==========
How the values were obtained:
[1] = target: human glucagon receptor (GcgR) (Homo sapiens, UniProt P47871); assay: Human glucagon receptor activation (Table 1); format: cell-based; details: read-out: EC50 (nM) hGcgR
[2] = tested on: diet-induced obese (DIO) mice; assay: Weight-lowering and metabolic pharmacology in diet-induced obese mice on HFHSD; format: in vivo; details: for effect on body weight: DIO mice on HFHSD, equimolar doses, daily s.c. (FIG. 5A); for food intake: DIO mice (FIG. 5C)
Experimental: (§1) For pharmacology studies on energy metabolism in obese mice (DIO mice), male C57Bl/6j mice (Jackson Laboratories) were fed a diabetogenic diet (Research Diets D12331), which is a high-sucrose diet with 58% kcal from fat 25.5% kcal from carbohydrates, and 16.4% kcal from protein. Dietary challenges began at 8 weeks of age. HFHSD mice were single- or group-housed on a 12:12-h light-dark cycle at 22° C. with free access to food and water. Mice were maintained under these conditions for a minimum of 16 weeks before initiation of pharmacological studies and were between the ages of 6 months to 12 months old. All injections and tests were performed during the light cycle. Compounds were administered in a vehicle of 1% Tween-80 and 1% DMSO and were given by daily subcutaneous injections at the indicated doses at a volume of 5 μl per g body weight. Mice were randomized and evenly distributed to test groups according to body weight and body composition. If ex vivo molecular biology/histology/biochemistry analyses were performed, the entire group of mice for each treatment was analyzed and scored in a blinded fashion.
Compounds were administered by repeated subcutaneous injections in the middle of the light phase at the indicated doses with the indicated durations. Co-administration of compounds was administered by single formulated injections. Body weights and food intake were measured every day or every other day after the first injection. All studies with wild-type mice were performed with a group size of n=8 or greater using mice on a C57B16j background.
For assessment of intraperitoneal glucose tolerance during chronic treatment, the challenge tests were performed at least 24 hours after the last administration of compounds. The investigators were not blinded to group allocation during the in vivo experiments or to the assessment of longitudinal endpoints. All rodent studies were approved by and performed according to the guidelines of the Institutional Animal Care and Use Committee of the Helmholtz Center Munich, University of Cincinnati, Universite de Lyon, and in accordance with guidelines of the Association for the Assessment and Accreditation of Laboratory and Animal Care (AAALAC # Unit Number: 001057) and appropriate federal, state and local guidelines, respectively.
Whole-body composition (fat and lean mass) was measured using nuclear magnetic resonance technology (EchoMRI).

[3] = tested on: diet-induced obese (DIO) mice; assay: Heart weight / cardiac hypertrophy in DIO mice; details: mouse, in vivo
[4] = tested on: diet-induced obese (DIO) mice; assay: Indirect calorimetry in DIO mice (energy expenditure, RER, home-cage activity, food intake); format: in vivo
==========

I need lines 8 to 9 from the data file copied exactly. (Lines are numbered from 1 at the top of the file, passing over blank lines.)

[3] = tested on: diet-induced obese (DIO) mice; assay: Heart weight / cardiac hypertrophy in DIO mice; details: mouse, in vivo
[4] = tested on: diet-induced obese (DIO) mice; assay: Indirect calorimetry in DIO mice (energy expenditure, RER, home-cage activity, food intake); format: in vivo